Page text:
Words That Work: Blowout, Blowback, Feedback, and Fallout

Let’s look at four words you might hear in conversation, in the news, or more likely — at work.

Blowout, blowback, feedback, and fallout are easy to confuse terms that aren’t always easy to translate.  They each have different meanings and they are all commonly used.  (more…)

Eight Idioms You Can Learn In a New York Minute

Photo credit: https://commons.wikimedia.org/wiki/File:New_york_times_square-terabass.jpg

Here are some idioms with the word “minute.”  All of these are fun to learn and used frequently in conversation, on the news, and in the workplace. (more…)

It’s Elementary: How we talk about school in the United States.

https://upload.wikimedia.org/wikipedia/commons/e/e0/75th_St-Elderts_Ln_45b_-_FK_Lane_HS.jpg
Courtesy wikipedia commons: https://upload.wikimedia.org/wikipedia/commons/e/e0/75th_St-Elderts_Ln_45b_-_FK_Lane_HS.jpg

Some of my students are immigrants who’ve started families in the United States or brought their children here. Others might be here for a few years for work. If they have children, they are going to have to navigate the educational system, so here’s a primer for parents with some basic information.  (I’ll do this as a blog series with more to come.) (more…)

Words in the News: Woke

My advanced English students, many with high-level positions and graduate degrees, have lately been stumped by a one syllable word: woke.  It appears not only on social media, but often in news stories and opinion pieces. (more…)

Funky town! Words of the day: Funk and Funky

https://upload.wikimedia.org/wikipedia/commons/7/74/James-Brown_1973.jpgAre you tired of being cooped up? Has lockdown put you into a funk? Do you feel like you are under house arrest?  If so, maybe it’s time for a little English vocabulary lesson focusing on the words funk and funky. If you are having trouble with any other words in this post, don’t worry! There’s a short glossary at the bottom of the page!  (more…)

The Most Confusing Phrasal Verb in English!

https://commons.wikimedia.org/wiki/File:Fireworks_in_Bangkok_Thailand_2019_16.jpg

English has tons of idioms and phrasal verbs which are difficult for non-native speakers to master. Phrasal verbs are especially tough because they often have more than one meeting, or the meaning is idiomatic and difficult to explain. I love to teach the difficult ones! One of my favorites is “set off.” “Set off” seems to mean the opposite of what we think it should mean.  (more…)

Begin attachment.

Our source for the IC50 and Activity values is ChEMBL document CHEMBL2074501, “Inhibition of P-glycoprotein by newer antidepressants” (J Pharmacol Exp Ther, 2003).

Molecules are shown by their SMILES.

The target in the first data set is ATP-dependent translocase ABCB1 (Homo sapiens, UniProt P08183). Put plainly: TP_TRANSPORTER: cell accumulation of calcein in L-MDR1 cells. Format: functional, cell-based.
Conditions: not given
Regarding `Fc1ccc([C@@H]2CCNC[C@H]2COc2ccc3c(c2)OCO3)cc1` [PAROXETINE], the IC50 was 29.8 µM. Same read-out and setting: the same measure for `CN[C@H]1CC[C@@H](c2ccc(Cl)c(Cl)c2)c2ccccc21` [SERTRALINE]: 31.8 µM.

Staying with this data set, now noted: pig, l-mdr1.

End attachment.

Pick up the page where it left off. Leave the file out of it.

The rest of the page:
The Old Bait and Switch

Let’s try something different. I’ve created an audio file, so you can listen to this lesson as you follow the transcript below. Words in boldface are explained in a short glossary beneath the text.

“Bait and switch” is a commonly used expression. It comes up in conversation, and it’s mentioned sometimes in newspaper and magazine articles. In fact, if you google it, you’ll find plenty of references!

(more…)

Welcome to New York! Now learn English and find a job!

(Quick Disclaimer: I am NOT a lawyer and this blog post does not constitute legal advice. If you have questions about your visa or ability to work in the United States, consult an immigration attorney!)

Congratulations! Your spouse works for a multinational company or organization and just got a job transfer to New York or maybe Los Angeles, or another major American city. You are excited about the prospect of spending a year or maybe more in a foreign country.

However, there’s one little problem….
While this is a great career opportunity for your better-half, it might not be so great for your career. Maybe, if you are very lucky, your company will allow you to stay on and work remotely, but with the time difference between the US and Europe, that might not work out so well. Chances are you are going to have to take a long leave or quit your job.

But there’s some good news: You can work legally in the United States!

(more…)

I’ll Be Back — Everyday Expressions and Phrases with Back

“Back” is another one of those words with multiple meanings in English. The definition in the English Language Learner’s Dictionary is huge, and it doesn’t even cover some of the most common uses!

Most American native-English speakers will recognize the phrase “I’ll be back.” It was a line from the movie The Terminator. Arnold Swartzeneggar says it very menacingly – as a warning — before he leaves a store. Maybe it sounds scary in the movie BECAUSE it is such a commonly used phrase. The meaning is simple: “I will return.”

For this post, I’ve collected many of the common phrases you’ll here with back.  You’re likely to hear them on the street, in the office, on television, and just about everywhere else. (more…)